What is the judgment about living completely away from other people and breaking all relationships with one’s family?
Submitted by on Sat, 20/08/2011 - 12:25
Dear Brother / Sister,
Living away from other people can be permissible if it has a justifiable reason. For instance, not to be friends with people who are definitely harmful is something justifiable both religiously and worldly. As a matter of fact, some people in the Islamic history lived in seclusion.
It is not appropriate to keep away from other people if there is not a serious reason. In Islam, serving people is essential, not living in seclusion. The following hadith asks people to live together with other people:“The best people are those who are most useful to other people.” (Faydu'l-Qadir, 3/480)
Besides, we need to take many lessons from the following hadith:“A believer who lives with other people and shows patience against their infliction is better than a believer who lives away from other people and who does not show patience against their infliction.” (Bukhari, Adabu’l Mufrad, 388) It is possible to evaluate this hadith for all aspects of the life and community.
It is not something preferable to live away from people just because one wants to relax and to satisfy his emotions.
Breaking the family relationships is very different. Sila ar-rahm (taking care of close relatives) is a very important duty and an important source of reward in Islam; breaking off ties with them brings about great responsibility. There are levels of family members. For instance, we cannot keep away from our parents. Uncles and aunts are regarded like fathers and mothers. Brothers are like that, too. There are many lessons to be drawn from the following hadith: “Establish good relationships with those who break off ties with you; grant to those who deprive you of what you desire. Do not retaliate against those who wrong you; forgive them!” (Majmau’z-zawaid, 8/188).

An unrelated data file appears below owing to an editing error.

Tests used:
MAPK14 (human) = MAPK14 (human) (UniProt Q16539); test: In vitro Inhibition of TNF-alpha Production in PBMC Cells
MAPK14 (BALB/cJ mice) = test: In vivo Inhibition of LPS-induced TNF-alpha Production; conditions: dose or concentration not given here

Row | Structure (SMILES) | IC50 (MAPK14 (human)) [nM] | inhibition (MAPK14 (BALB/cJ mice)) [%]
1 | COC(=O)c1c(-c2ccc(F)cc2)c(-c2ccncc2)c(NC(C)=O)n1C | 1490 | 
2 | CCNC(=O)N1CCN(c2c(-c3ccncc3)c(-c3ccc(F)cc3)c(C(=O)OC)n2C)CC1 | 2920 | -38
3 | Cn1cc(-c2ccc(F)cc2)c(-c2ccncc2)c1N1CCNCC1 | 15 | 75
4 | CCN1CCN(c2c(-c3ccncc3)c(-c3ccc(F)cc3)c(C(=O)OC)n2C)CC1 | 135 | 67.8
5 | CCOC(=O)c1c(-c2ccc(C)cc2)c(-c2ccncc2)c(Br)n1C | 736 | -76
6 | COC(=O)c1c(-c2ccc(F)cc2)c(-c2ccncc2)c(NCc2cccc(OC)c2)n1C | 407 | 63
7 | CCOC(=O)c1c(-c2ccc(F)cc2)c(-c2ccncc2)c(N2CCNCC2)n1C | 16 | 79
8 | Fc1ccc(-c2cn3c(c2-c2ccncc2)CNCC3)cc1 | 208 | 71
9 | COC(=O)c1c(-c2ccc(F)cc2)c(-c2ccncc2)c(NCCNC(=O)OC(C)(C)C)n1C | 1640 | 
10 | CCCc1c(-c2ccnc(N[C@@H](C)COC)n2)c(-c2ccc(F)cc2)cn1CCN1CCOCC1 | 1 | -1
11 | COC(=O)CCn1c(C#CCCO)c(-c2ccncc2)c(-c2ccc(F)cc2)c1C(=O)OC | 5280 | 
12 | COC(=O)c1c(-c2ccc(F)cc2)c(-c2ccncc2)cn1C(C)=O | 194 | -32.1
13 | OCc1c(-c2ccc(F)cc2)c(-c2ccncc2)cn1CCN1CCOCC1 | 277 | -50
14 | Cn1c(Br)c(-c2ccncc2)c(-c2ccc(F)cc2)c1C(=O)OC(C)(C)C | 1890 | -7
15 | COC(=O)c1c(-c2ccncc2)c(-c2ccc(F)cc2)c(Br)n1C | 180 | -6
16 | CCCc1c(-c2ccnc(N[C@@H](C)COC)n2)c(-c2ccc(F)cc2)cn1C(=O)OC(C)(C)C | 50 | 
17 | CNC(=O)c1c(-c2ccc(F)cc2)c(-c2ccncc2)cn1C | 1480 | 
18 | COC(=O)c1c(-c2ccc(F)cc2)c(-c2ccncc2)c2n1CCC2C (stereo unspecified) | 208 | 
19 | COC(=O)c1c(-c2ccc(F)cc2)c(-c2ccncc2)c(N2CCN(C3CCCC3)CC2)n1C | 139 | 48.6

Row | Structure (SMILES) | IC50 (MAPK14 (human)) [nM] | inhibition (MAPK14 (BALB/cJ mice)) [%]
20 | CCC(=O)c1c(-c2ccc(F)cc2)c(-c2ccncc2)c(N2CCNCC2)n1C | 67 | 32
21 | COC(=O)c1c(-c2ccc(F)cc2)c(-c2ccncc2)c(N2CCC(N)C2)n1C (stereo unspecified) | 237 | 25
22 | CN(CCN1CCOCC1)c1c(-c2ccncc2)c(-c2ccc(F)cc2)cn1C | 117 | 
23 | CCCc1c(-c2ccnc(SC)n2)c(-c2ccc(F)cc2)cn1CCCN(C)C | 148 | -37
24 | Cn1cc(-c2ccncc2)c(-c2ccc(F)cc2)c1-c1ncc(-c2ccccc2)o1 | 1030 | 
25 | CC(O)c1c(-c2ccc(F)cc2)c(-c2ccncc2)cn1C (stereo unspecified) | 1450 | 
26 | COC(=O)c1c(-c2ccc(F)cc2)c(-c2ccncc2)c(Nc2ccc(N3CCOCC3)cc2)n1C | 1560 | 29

We should not forget that it is not permissible for a believer to be cross with another believer for more than three days. (see Abu Dawud, Adab 47) It is worse to be cross with a believing relative.
However, it is not objectionable, in fact, it is preferable to keep away from people who will definitely harm you religiously and ethically. One of the most important good or bad factors regarding religion and ethics is our environment that we are closely related to.
Some hadiths regarding the issue:
“He who shows no mercy, will receive no mercy.” (Bukhari, Adab 18, Tawhid 2; Muslim, Fadail 66)
“A Muslim is the brother of another Muslim. He will not lie to him or betray him; he will not abandon helping him. The honor, property and blood of a Muslim is haram for another Muslim. Taqwa lies here. Despising one’s Muslim brother is enough for evil.” (Tirmidhi, Birr, 18)
"Do not quarrel with your Muslim brother; do not make jokes that he will not like; do not make him a promise that you will not keep." (Tirmidhi, Birr, 58)
“A person who cannot behave leniently is regarded to be deprived of all kinds of good deeds.” (Muslim, Birr, 74–76)
“A nice word is sadaqah.” (Bukhari, Adab 34, Jihad 128, Muslim, Zakah 56)
“Do not be like the people who say ‘we will do favors if everybody does and we will commit unjust deeds if everybody commits unjust deeds’; do favors to those who do you favors but do not unjust deeds against those who commit bad deeds against you.” (Tirmidhi, Birr, 63)
"A Muslim is a person from whose hands and tongue other Muslims are free. A muhajir (migrant) is someone who keeps away from what Allah has prohibited." (Bukhari, Iman 4, 5, Riqaq 26; Muslim, Iman 64-65)
"A person who breaks off ties with his relatives cannot enter Paradise." (Bukhari, Adab, 11; Muslim, Birr, 18)
"A strong person is not the one who is strong in wrestling but who controls his soul when he is furious." (Bukhari, Adab, 76.)
"A person who believes in Allah and the Day of Judgment should not harm his neighbor and should entertain his guest generously. A person who believes in Allah and the Day of Judgment should talk what is good or keep quiet." (Bukhari, Adab, 31, 85; Muslim, Iman, 74, 75)
“A person who helps widows and the poor is like a person who fights in the way of Allah or a person who fasts during the day and worships during the night.” (Bukhari, Nafaqat, 1; Muslim, Zuhd, 41)
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